It seems like almost every week, we're learning more about how important our lifestyle habits are for potentially preventing dementia (defined as a decline in mental ability that impacts daily life). Recently, researchers have discovered that walking three times per week, eating a berry-boosted diet and scoring more than six hours of sleep per night can make a serious impact on your brain health throughout your lifespan.
And recently, we have a new clue about dementia prevention thanks to a study published in the journal Scientific Reports. After analyzing data from more than 70,000 people between age 18 and 85 globally, scientists at the non-profit Translational Genomics Research Institute (TGen) discovered that smoking and cardiovascular disease have a direct association with cognitive function.
Both smoking and poor cardiovascular health (often triggered by factors like high blood pressure, elevated blood sugar, high cholesterol and obesity) impair the ability to learn and memorize, but at different levels depending on gender. Smoking's dangerous impacts are more pronounced among females, while males are more compromised by cardiovascular disease. In other words, to prevent dementia, one of the best things women should do? Never start smoking cigarettes—or stop smoking ASAP if you do. (Yes, we know that's much easier said than done. The CDC has a whole host of smoking cessation resources to help kickstart the process, however.)
"These results suggest that smoking and cardiovascular disease impact verbal learning and memory throughout adulthood, starting as early as age 18," said Matt Huentelman, PhD, TGen Professor of Neurogenomics and the study's senior author in a press release. "Smoking is associated with decreased learning and memory function in women, while cardiovascular disease is associated with decreased learning and memory function in men."
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Besides Alzheimer's disease, the largest currently-recognized cause of cognitive decline is "vascular contributions to cognitive impairment and dementia" (VCID), which is precipitated by stroke and other vascular brain damage that affects memory and thinking ability. Smoking and cardiovascular disease heighten risk for VCID.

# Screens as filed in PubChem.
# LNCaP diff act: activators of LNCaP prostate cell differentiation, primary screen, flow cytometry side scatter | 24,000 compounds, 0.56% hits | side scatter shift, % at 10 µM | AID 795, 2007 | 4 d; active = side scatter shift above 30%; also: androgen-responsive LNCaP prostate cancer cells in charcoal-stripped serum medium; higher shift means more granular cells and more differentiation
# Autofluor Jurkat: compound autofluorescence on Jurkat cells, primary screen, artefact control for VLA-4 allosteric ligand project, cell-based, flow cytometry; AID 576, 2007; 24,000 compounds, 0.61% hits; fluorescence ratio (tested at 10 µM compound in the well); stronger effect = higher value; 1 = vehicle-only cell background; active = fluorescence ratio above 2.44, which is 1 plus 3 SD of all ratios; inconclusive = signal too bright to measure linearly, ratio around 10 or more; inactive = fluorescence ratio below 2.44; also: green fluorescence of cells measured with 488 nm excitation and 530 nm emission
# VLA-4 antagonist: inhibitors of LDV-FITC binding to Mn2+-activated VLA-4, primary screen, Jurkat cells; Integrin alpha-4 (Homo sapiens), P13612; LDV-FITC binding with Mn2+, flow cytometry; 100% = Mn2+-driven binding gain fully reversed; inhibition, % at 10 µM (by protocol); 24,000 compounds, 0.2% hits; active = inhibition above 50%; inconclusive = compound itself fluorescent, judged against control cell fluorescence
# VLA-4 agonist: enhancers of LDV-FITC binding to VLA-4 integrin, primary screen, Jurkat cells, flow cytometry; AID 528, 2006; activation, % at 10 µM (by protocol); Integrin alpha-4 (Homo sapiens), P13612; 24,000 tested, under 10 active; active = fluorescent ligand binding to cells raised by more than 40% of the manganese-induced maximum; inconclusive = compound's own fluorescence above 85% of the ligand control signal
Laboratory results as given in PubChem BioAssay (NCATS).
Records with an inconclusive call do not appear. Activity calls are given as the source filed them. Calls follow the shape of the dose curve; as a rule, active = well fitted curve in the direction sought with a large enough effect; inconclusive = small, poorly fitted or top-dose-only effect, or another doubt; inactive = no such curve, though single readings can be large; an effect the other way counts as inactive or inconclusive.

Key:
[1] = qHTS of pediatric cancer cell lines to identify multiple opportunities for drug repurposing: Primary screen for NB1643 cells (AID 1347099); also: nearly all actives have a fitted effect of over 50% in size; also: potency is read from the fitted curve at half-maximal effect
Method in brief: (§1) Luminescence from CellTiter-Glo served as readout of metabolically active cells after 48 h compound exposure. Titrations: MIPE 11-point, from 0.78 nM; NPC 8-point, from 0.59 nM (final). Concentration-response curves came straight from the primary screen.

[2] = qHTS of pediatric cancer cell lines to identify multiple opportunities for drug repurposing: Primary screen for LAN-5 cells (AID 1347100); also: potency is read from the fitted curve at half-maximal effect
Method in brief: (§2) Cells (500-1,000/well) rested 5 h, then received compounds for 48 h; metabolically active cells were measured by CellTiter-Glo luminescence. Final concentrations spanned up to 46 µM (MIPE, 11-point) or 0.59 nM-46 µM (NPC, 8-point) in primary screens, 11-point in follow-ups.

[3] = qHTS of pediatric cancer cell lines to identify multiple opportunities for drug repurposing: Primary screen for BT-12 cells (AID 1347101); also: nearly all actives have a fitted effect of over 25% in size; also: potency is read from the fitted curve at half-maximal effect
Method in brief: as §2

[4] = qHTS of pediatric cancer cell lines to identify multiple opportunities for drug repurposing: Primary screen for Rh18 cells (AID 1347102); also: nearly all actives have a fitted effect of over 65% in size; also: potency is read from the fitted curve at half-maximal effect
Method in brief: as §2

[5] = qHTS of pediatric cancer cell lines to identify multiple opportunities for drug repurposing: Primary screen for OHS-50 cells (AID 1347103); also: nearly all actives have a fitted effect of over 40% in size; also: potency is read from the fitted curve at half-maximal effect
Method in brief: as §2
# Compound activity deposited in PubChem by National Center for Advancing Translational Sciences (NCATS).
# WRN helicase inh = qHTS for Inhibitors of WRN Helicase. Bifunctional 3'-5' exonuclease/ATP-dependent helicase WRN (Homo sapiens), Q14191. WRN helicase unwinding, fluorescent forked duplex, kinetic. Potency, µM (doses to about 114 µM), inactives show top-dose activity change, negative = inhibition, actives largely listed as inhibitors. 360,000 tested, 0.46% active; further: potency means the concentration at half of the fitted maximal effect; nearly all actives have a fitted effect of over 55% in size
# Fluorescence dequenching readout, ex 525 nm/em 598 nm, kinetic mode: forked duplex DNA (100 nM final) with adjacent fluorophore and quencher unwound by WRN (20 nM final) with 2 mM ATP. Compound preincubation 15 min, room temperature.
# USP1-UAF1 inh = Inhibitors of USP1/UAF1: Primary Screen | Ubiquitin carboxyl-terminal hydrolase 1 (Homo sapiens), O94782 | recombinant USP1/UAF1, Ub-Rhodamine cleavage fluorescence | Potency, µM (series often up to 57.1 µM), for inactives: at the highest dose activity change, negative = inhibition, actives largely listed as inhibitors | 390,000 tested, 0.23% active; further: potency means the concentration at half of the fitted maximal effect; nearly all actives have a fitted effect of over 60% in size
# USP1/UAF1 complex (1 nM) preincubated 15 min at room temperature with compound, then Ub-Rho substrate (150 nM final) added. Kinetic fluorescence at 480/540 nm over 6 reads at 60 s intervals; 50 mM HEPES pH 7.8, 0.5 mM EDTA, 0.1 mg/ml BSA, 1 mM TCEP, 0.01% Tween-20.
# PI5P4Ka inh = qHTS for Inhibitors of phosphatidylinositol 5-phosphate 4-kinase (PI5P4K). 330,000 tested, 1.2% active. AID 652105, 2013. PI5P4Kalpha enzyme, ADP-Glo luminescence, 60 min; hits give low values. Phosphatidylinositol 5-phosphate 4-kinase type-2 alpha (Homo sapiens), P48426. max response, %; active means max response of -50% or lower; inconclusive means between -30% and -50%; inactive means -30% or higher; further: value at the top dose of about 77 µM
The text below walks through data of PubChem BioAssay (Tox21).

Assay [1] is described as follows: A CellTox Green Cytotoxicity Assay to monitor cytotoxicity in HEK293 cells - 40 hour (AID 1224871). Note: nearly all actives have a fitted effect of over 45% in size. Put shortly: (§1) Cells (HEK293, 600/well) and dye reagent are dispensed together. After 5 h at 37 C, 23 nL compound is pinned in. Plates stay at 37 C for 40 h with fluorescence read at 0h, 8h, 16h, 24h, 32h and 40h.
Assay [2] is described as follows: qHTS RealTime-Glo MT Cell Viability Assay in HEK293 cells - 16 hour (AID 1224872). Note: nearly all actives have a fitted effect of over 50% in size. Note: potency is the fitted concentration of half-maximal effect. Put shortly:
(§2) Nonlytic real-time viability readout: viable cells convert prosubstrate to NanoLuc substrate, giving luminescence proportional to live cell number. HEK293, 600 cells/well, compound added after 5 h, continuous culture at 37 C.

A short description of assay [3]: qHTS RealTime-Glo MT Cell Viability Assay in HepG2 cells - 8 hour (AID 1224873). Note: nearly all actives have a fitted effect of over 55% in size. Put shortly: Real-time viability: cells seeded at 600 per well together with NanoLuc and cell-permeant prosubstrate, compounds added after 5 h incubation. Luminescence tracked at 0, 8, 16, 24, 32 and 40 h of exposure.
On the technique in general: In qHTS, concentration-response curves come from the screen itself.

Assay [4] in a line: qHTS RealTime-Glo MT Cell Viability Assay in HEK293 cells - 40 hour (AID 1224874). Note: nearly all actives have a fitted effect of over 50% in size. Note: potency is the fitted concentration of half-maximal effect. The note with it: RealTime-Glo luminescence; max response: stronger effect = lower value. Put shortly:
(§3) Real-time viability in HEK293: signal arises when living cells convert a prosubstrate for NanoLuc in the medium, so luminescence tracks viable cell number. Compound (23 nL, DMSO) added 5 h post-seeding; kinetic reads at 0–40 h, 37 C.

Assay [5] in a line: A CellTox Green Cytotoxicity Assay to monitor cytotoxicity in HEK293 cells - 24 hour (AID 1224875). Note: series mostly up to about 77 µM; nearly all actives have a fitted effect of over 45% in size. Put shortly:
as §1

While the researchers are unsure why there is a gender difference, they plan to keep digging into this very important topic in hopes of saving lives and maintaining brain health. Vascular diseases are linked to elevated risk of Alzheimer's disease, which is the nation's sixth leading cause of death in America, reports the CDC.
For women who are already smoke-free, it's still important to keep tabs on cardiovascular health. Nearly all of the 13 things that could make you more likely to get Alzheimer's disease (one form of dementia) align with heart-healthy habits. According to a recent study in the journal Stroke, these include the American Heart Association's Life's Simple 7:
Not smoking (sensing a theme?)
Managing blood pressure
Keeping healthy cholesterol levels
Increasing physical activity
Eating a nutritious, balanced diet
Losing weight, if needed
Rounding out the rest of the top 13 Alzheimer's prevention strategies:
Preventing or treating symptoms of depression, if applicable
Reducing social isolation, if applicable
Limiting alcohol use
Combating sleep disorders, if applicable
Keeping the brain active
Treating hearing loss, if applicable
Focus on those 13 things and you'll be well on your way to nurturing a healthy brain, heart and body. Seeking ways to live a longer, healthier and happier life? Discover the 1 quality that may predict which older people could live the longest.